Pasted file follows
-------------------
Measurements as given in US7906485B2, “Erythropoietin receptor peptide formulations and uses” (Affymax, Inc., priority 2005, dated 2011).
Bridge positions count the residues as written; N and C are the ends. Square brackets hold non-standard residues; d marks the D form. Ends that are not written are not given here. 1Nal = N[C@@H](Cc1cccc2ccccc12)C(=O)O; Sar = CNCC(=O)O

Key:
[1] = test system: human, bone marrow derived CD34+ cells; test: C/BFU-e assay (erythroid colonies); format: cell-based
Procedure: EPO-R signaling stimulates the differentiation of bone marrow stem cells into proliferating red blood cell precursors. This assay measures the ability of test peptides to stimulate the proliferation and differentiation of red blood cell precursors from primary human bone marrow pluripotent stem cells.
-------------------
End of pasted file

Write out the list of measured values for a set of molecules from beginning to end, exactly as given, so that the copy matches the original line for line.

Measurements as given in US7906485B2, “Erythropoietin receptor peptide formulations and uses” (Affymax, Inc., priority 2005, dated 2011).
Bridge positions count the residues as written; N and C are the ends. Square brackets hold non-standard residues; d marks the D form. Ends that are not written are not given here. 1Nal = N[C@@H](Cc1cccc2ccccc12)C(=O)O; Sar = CNCC(=O)O

Key:
[1] = test system: human, bone marrow derived CD34+ cells; test: C/BFU-e assay (erythroid colonies); format: cell-based
Procedure: EPO-R signaling stimulates the differentiation of bone marrow stem cells into proliferating red blood cell precursors. This assay measures the ability of test peptides to stimulate the proliferation and differentiation of red blood cell precursors from primary human bone marrow pluripotent stem cells.